Corn Belt a mixed bag of drought and flood
click image to zoomThe Drought Monitor map released on April 25, 2013. April’s wild weather pattern continues to split much of the Corn Belt, often separating areas that are "too dry" and "too wet" by just a few hundred miles.
Thursday’s Drought Monitor showed that 47 percent of the contiguous United States is in moderate or worse drought, down considerably from the 61 percent reported on Jan. 1. It may appear that the drought is finally easing, but the national drought picture doesn’t give the whole story.
Drought has dominated most of the Plains states since last September. For six months, Nebraska claimed the top spot as the driest state in the Union. Now, after weeks of wet rain, drought is lifting over the eastern half of the state. While improved, 78 percent of the state remains in extreme or worse drought.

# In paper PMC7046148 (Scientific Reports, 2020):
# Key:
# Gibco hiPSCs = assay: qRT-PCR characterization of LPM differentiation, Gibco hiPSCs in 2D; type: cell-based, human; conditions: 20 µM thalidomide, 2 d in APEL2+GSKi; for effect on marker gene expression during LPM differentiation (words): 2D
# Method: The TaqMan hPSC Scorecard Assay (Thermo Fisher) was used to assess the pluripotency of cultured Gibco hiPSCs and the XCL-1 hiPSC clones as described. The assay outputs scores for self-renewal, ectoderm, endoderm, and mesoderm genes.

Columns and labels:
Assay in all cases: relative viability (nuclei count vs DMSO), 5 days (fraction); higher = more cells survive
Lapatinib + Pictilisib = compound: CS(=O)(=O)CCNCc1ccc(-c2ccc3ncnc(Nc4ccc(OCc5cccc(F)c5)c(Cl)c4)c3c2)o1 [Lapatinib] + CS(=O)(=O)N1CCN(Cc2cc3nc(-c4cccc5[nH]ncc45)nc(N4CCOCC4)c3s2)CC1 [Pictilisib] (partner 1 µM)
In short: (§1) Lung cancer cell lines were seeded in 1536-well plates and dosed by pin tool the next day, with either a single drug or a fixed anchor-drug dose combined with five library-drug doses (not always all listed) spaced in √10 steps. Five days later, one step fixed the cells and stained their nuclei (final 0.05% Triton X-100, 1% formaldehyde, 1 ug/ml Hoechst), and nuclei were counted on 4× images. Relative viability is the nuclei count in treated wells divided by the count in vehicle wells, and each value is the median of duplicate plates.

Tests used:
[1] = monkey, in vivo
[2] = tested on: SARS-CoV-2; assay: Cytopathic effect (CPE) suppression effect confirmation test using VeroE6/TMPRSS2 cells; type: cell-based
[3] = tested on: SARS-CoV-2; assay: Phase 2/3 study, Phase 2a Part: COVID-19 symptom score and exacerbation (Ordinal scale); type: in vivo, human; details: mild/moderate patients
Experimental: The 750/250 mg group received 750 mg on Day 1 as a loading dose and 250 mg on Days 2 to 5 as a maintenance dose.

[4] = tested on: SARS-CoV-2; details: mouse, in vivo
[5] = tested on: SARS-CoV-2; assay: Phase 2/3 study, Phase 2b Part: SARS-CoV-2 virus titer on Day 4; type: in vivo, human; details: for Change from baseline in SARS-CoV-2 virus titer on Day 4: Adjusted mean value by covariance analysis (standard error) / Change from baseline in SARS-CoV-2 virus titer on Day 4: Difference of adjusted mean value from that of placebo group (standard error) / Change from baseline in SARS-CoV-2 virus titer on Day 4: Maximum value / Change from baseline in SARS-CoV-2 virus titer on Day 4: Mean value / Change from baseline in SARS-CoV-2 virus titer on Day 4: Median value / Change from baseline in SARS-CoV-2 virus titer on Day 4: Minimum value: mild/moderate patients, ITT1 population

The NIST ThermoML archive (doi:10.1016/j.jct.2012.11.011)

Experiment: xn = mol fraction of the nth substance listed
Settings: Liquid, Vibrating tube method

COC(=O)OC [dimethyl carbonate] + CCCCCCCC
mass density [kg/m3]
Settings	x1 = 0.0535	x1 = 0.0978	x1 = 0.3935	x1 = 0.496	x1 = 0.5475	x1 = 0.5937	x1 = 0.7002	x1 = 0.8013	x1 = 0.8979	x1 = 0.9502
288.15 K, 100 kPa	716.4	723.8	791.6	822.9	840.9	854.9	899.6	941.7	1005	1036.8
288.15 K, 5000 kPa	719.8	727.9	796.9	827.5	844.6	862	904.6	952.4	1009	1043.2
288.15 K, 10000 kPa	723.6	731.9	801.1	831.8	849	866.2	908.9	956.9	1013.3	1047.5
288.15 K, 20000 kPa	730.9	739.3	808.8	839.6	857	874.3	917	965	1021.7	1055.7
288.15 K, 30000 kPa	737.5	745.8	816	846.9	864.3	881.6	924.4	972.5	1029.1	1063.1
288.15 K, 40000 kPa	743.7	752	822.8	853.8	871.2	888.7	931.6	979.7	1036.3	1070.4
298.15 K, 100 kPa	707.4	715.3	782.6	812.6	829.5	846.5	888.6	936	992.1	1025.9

Neighboring Kansas is faring slightly better – 57 percent reported in extreme to exceptional drought. However, the Sunflower State is split by the drought. Conditions are rapidly improving in the eastern half of the state, while drought continues to intensify throughout the western half.
The drought is now spreading across the western half of the country, reaching as far as California and Oregon. Read the report here.
For already-dry Texas, the return of intense drought brings new headaches and worries. According to The Monitor, there appears to be no end to the Texas drought in sight.
“If you think it’s been really dry and you haven’t seen something like this before, the answer is: ‘Yes, you never have seen this before,’” Barry Goldsmith, a National Weather Service warning coordination meteorologist, said.
“Until we see a long-term pattern change, we’re going to see more of these droughts than fewer,” Goldsmith added.
The latest U.S. Seasonal Drought Outlook shows that while the central and northern Plains may see improvement through the end of July, Texas, Colorado, New Mexico, Wyoming and other western states will have to endure a persistent drought. Click here for the Drought Outlook.